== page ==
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Insensitive rape remarks make matters worse, say experts

Friday, 13 June 2014 - 7:20am IST | Place: New Delhi | Agency: dna

The body of a 19-year-old was found hanging by a tree in Moradabad on Thursday, just two weeks after the bodies of two teenage cousins was found hanging by a tree in Badaun district of Uttar Pradesh in what was most possibly a case of gang-rape and murder.

In the case of the girl in Moradabad, the police suggest that the teenager was raped. On Wednesday, the body of a 44-year-old woman was found hanging from a tree in Bahraich. Despite claims that it was a case of gang rape, the police claimed that the post mortem results did not prove rape.

According to National Crime Record Bureau statistics, since 1971, India has seen a whopping 902% rise in rape case. In the two years between 2009-11 alone, India witnessed 68,000 rapes for which just 16,000 people were convicted. In the last six months alone, Delhi has recorded 787 cases of rape.

It does not help that in the face of rising cases of violence against women and a dismal conviction rate, authorities and law enforcement agencies trivialise rape cases. Be it Samajwadi Party supremo Mulayam Singh Yadav whose party manifesto during the Lok Sabha elections sought to do away with the capital punishment for those accused of gang-rape, because, "boys will be boys". Or, be it the Chhattisgarh home minister Ramsevak Paikra, who said last week that rapes do not happen on purpose. "Such incidents (rapes) do not happen deliberately; they happen accidentally," said Paikra. A few days before that, Madhya Pradesh minister Babulal Gaur sought to differentiate rapes between legitimate and illegitimate by saying that rapes were "sometimes right, sometime wrong".

"Insensitive and thoughtless comments like these show that these men come with their own biases. And being in power, they not only influence the administration, they also influence the thought process of people," said Jagmati Sanwan of the All India Democratic Women's Associations (AIDWA). "There are strict Supreme Court guidelines to punish people who hold offices when they say anything that outrages the modesty of a woman. It is time we bring in legislation to censor what our ministers say."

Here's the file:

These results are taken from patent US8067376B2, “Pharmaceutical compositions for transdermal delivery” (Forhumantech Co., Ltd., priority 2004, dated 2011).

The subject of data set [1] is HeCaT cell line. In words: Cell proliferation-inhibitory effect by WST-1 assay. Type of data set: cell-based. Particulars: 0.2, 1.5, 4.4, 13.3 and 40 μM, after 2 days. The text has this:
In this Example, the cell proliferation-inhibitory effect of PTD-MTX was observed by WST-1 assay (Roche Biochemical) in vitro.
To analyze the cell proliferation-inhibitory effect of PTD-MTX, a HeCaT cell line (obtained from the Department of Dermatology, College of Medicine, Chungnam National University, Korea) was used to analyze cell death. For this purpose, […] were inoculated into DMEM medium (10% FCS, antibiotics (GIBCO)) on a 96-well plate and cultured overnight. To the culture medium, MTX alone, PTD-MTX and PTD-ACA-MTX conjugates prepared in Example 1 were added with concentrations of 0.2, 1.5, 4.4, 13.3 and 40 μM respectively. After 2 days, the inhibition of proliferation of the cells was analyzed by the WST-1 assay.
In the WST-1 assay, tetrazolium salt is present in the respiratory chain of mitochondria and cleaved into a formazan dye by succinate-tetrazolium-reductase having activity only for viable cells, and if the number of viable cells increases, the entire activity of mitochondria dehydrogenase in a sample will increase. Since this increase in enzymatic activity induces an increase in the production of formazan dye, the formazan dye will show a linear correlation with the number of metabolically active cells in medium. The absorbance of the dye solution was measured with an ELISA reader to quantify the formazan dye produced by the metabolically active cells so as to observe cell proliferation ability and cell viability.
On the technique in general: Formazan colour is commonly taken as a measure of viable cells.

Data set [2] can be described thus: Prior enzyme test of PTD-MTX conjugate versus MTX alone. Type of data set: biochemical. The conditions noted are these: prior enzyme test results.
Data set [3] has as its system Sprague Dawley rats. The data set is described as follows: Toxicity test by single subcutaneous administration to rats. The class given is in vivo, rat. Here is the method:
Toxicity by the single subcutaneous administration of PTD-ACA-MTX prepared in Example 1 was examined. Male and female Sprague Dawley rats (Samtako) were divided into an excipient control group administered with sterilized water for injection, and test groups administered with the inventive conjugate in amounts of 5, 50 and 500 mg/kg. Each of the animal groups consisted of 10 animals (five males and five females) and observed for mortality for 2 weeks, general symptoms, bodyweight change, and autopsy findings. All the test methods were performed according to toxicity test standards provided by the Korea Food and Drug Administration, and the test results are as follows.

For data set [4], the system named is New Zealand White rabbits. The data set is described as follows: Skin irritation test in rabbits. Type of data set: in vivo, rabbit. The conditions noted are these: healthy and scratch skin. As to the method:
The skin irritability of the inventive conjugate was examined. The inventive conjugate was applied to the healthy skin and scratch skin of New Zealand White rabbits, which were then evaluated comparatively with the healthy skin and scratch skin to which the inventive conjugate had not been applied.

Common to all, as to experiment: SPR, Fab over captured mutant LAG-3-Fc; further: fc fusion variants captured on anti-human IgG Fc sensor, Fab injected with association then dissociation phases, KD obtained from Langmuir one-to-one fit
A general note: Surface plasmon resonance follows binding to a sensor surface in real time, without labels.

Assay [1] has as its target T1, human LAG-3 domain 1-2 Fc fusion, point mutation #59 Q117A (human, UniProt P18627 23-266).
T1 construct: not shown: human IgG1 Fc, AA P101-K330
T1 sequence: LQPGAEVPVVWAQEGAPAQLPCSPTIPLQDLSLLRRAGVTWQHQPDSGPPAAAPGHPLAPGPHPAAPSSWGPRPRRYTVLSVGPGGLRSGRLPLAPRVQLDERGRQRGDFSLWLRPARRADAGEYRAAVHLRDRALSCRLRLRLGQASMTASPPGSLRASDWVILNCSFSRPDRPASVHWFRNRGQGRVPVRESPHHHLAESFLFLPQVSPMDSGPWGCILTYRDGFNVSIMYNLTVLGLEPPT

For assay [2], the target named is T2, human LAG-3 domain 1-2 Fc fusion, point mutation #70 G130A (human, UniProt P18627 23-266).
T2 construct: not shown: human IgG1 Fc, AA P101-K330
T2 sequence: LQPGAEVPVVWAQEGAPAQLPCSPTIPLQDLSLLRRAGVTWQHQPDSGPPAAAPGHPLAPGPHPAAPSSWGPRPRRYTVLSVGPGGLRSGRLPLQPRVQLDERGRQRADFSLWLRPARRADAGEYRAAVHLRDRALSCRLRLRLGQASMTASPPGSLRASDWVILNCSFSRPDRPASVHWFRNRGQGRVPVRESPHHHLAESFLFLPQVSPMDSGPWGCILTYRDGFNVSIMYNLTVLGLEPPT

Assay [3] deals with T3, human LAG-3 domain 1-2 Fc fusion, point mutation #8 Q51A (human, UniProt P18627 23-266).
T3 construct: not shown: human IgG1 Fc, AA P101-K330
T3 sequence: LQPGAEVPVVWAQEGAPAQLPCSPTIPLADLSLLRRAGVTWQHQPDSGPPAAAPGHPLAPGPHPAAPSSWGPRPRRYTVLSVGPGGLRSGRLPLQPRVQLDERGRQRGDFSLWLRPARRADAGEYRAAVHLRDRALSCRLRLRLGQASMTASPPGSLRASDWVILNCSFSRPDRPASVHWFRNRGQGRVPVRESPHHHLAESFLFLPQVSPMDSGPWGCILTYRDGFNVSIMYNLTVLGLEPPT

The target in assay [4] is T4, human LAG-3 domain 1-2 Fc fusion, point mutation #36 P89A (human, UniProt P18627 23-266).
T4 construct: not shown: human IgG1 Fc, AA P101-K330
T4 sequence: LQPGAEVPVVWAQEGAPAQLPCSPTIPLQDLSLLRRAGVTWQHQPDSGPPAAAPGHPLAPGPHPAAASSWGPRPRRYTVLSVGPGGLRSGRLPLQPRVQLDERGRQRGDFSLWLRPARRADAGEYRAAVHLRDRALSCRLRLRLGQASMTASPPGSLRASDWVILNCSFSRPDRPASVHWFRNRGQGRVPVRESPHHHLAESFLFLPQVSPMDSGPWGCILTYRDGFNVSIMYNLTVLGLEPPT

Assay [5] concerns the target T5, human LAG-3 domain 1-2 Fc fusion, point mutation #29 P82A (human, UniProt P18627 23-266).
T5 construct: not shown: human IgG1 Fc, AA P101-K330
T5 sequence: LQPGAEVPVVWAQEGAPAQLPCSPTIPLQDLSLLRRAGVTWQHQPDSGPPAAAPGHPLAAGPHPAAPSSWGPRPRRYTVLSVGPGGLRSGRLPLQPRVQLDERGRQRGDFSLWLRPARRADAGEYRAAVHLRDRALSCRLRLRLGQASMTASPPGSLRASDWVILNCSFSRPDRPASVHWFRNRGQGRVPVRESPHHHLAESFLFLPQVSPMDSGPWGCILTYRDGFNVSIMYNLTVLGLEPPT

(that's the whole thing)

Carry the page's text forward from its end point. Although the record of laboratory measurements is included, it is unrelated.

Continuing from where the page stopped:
In the Badaun rapes, two of the accused were policemen. In Hamirpur on Wednesday, a woman was raped by three policemen at the station when she went to inquire about her husband's arrest.

"The police do not prioritise rape cases. So criminals have nothing to fear about. Most policemen in Delhi do not even know about the changes to be brought about. They don't know that a medical report is important, or how to sensitively deal with rape victims," said Sanwan.

"Mindset biases creep in; and political pressures usually halt necessary action. Today, a DG in UP said that rapes in UP are routine. This is such an irresponsible remark, coming in from a police officer; authorities like these must be suspended," said Mamata Sharma, chairperson of the National Commission of Women.

Despite the involvement of police officers in these rape cases, additional commissioner of police, New Delhi district, SBS Tyagi feels that people have not lost their trust in the police. "I don't think that for the sins of a handful, the whole institution of the police force should be brought under the scanner," said Tyagi, when asked about rape cases involving men in uniform.

"More FIRs, and more reports on TV channels and other media outlets lead to an awareness amongst women from backward classes. In UP, even murders go unreported. It is positive that rape cases are now at least being reported," said NCW's Sharma.

—(With inputs from Maninder Dabas)




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